Posted by JJWeatherman

too looong. don't worry i'll read it (and maybe even post) tomorrow. I like reading stuff on this forum. Seems like a lot more interesting stuff here then most places.

Edited by Tru3_Blu3

Gears of War2 did a phenomenal job with it's orchestral score. It followed the lines of almost every action within every cutscene and section of gameplay. I think it is possible to bridge the gap, that is unless you give the composer the script and see how the composer visions the scenes; causing him to create music.

I do agree that music in games, in general, are very unappreciated. I never ignore music in games. I think that's what creates the world of a game's story. If there isn't music in a game, there is no world. There is no character. There's nothing.

I think the Halo series innovated the way we witness music during gameplay scenarios. If you killed every enemy in the vicinity, or escaped a specific area, the music would automatically stop with a final note or a fade out. Games in the past have always did loops with their music; Half-Life is one example.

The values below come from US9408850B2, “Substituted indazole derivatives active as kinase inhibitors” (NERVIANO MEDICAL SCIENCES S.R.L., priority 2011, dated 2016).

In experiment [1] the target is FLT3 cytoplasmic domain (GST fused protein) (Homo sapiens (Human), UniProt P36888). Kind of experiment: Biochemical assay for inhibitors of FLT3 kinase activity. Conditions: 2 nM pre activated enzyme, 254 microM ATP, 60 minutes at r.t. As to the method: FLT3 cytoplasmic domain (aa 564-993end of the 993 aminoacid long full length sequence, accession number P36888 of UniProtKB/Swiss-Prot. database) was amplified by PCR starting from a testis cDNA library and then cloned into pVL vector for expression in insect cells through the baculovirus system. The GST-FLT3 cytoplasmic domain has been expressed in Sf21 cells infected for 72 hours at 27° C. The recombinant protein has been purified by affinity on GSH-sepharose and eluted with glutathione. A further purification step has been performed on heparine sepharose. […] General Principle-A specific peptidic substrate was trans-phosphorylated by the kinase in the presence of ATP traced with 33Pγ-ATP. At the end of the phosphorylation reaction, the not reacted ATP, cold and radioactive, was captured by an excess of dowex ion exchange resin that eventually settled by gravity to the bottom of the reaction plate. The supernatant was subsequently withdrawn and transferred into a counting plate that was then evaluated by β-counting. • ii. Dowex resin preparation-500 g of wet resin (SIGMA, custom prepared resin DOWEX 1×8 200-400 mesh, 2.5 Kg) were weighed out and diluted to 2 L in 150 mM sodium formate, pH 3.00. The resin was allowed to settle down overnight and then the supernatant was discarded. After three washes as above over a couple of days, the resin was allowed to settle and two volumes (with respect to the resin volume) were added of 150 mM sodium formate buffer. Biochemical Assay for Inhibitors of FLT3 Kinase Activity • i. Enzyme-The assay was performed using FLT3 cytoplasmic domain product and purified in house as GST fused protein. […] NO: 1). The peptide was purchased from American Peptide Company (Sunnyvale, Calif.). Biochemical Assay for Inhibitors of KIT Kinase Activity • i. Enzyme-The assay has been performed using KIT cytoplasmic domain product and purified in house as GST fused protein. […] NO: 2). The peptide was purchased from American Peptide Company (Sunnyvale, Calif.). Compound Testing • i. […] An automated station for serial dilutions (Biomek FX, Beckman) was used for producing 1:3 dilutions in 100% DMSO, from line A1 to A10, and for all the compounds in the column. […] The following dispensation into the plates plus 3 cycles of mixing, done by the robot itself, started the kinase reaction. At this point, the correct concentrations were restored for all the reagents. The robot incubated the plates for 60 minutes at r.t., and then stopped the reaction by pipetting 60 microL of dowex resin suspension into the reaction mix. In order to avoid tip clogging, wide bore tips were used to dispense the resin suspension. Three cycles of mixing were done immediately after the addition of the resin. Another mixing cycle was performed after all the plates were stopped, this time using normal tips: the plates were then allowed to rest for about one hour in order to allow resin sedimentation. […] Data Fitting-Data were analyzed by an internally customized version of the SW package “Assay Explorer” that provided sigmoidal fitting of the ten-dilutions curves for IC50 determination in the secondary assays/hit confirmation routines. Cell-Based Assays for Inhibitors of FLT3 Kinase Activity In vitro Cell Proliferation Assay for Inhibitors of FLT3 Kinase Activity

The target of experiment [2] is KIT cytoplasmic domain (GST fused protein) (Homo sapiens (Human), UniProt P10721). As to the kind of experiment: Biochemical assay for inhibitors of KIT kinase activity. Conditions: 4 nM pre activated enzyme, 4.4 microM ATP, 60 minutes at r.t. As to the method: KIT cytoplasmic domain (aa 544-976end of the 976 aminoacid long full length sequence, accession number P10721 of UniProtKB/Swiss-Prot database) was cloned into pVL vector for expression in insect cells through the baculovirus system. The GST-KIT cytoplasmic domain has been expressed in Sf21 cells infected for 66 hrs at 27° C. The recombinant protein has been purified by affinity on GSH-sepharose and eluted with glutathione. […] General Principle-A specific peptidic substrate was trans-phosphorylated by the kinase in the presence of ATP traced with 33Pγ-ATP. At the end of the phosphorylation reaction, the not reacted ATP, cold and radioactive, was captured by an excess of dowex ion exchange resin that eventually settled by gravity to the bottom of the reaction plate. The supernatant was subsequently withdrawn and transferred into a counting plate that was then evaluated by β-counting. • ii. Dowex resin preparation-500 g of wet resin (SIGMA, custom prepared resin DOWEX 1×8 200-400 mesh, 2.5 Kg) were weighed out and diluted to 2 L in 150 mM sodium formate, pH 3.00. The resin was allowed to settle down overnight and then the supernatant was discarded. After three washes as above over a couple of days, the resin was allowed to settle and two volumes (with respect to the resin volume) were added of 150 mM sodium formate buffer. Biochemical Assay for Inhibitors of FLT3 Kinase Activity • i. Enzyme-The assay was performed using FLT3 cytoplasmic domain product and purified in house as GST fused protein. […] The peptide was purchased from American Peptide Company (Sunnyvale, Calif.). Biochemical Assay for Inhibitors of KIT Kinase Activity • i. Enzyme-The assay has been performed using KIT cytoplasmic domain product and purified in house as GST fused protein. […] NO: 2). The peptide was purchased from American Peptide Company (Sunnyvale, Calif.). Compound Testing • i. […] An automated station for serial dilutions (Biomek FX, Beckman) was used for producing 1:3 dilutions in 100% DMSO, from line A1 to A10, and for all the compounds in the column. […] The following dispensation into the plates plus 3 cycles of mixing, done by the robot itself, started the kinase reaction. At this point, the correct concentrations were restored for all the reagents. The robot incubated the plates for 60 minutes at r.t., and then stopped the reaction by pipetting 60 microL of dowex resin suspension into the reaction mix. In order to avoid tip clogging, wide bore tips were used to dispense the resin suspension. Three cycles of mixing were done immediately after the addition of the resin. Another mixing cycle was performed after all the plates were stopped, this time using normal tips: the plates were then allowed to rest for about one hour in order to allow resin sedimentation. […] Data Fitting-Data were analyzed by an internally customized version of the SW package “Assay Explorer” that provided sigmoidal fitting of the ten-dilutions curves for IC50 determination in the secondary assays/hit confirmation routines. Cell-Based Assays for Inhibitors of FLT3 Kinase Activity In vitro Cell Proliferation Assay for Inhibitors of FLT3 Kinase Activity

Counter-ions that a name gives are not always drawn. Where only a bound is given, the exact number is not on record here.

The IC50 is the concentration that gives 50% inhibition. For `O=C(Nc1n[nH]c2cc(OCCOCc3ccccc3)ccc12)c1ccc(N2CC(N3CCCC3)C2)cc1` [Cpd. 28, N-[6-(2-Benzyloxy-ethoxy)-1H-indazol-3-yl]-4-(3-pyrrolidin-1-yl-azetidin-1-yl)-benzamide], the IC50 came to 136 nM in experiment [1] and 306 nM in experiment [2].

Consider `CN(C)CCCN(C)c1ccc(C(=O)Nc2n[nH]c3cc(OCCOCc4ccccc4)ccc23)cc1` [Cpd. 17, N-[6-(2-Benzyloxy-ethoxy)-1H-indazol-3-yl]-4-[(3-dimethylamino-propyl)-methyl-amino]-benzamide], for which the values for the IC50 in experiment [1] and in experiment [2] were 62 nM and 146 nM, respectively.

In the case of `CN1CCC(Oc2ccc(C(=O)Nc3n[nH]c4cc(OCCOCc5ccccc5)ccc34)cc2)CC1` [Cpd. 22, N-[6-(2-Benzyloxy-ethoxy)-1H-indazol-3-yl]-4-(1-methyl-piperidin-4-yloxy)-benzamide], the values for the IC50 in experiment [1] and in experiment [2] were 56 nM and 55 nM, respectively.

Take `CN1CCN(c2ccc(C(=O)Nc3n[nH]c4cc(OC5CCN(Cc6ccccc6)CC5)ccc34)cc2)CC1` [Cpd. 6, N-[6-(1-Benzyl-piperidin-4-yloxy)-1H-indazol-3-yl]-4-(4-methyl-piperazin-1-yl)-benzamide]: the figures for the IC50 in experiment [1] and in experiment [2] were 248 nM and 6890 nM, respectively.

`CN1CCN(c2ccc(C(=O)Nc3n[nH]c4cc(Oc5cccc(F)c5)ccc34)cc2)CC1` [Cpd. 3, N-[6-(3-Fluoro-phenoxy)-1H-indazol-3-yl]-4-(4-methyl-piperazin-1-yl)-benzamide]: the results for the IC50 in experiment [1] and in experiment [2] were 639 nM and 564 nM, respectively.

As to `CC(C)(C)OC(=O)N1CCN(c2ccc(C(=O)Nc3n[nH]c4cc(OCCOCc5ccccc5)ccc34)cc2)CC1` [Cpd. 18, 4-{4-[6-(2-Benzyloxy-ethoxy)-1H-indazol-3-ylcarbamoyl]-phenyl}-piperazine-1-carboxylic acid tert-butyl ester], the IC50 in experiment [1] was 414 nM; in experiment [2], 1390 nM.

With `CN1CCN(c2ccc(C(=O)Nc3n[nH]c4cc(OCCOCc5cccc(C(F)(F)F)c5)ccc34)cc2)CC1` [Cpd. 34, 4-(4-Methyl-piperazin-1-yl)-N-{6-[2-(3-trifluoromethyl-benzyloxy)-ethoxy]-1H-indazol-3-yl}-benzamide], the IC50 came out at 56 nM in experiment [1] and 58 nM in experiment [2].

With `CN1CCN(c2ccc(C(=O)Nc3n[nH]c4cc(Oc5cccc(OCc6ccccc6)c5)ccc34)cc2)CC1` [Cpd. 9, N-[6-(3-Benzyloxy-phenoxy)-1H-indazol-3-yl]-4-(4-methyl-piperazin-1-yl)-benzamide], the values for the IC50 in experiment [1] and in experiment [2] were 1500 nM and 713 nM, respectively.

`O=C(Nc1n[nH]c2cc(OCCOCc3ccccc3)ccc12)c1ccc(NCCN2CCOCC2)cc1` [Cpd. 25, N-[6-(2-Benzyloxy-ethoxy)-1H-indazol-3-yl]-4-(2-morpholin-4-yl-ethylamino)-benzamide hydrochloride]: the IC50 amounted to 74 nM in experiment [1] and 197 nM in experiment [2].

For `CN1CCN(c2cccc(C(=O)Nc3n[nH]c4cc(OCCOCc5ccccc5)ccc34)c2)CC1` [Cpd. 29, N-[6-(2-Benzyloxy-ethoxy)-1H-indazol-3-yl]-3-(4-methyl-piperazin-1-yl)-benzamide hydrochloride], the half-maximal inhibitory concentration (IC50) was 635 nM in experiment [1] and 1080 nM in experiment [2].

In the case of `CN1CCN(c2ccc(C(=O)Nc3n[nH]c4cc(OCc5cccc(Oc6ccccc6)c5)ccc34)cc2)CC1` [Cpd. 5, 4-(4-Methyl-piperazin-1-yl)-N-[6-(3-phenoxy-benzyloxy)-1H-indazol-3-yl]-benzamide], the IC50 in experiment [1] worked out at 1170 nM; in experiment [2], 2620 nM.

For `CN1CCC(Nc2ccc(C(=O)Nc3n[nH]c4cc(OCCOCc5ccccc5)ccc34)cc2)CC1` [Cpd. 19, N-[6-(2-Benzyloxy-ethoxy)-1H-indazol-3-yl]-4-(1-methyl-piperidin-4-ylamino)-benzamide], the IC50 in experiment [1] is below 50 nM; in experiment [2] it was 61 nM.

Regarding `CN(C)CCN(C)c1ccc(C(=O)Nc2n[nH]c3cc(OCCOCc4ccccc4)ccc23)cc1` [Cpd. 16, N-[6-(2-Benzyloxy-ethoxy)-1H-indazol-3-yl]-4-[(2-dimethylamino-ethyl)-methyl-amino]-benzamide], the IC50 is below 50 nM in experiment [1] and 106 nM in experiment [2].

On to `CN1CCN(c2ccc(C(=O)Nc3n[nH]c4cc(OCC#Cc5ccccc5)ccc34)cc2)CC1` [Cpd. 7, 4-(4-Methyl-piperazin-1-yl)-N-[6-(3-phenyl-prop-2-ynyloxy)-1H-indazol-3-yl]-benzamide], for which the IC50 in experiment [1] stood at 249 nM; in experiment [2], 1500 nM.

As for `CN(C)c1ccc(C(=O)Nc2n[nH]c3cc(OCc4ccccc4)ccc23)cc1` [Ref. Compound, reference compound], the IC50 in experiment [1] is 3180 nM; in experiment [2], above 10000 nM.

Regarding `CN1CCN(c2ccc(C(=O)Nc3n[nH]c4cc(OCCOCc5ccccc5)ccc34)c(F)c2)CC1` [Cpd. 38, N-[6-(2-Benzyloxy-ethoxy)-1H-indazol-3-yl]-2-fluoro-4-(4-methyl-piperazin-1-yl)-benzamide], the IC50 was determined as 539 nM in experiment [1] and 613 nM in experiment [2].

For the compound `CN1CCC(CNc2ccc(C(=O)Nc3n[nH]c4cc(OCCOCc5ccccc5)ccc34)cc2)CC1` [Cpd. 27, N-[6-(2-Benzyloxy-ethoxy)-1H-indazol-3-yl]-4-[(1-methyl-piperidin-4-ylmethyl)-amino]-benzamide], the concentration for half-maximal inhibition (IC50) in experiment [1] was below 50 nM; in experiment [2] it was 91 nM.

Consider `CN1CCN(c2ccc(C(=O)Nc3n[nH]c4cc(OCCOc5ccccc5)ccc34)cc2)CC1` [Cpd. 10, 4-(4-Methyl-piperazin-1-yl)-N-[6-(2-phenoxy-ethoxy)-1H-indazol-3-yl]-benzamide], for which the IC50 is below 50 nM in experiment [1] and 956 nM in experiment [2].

Posted by RandomHero666

Some games do music very well, such as Final Fantasy, but everyone knows i'm a FFVII fanboy so i won't go there.
Another of my favorites is Half Life 2, just as the action starts heating up, so does the music, with fast paced energetic techno type music, Valve did this so well.
Similar to that, is the Halo series, theres nothing more enjoyable than getting into a tense battle only for music to start up, makes it so much more enjoyable than just hearing gun shots.

Great blog Lies

Posted by Red

Great blog. I'd say the majority of the tracks on my iPod are video game songs. I think music in games, movies and TV shows is great because they're matched with a specific feeling the medium gave you. It's the memorable moments of playing games that are triggered by music.